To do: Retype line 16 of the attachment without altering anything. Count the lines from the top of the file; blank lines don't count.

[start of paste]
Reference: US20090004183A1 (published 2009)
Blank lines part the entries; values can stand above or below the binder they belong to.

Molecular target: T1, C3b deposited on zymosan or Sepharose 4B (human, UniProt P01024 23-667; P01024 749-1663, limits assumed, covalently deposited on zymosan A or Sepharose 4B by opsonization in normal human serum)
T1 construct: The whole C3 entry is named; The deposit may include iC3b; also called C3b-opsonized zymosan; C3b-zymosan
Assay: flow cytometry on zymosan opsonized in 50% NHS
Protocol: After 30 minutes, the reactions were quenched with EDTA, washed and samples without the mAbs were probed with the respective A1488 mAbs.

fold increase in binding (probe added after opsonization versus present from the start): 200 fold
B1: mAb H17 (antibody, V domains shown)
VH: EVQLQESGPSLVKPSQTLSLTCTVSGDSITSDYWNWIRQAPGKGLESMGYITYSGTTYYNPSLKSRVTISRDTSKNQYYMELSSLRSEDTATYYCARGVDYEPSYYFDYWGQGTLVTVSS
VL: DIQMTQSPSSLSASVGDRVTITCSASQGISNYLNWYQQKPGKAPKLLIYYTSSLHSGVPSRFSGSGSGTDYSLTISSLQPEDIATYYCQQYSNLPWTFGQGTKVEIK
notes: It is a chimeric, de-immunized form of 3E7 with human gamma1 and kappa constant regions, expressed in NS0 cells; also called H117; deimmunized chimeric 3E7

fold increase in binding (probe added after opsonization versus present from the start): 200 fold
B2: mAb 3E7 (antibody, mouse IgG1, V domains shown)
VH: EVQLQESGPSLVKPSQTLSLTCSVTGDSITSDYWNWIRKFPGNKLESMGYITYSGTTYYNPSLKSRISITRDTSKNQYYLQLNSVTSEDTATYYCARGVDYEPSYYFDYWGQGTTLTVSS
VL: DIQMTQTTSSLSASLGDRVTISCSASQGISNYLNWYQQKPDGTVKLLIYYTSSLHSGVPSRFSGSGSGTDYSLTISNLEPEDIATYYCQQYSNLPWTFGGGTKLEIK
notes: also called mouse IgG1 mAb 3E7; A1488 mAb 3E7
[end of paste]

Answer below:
notes: also called mouse IgG1 mAb 3E7; A1488 mAb 3E7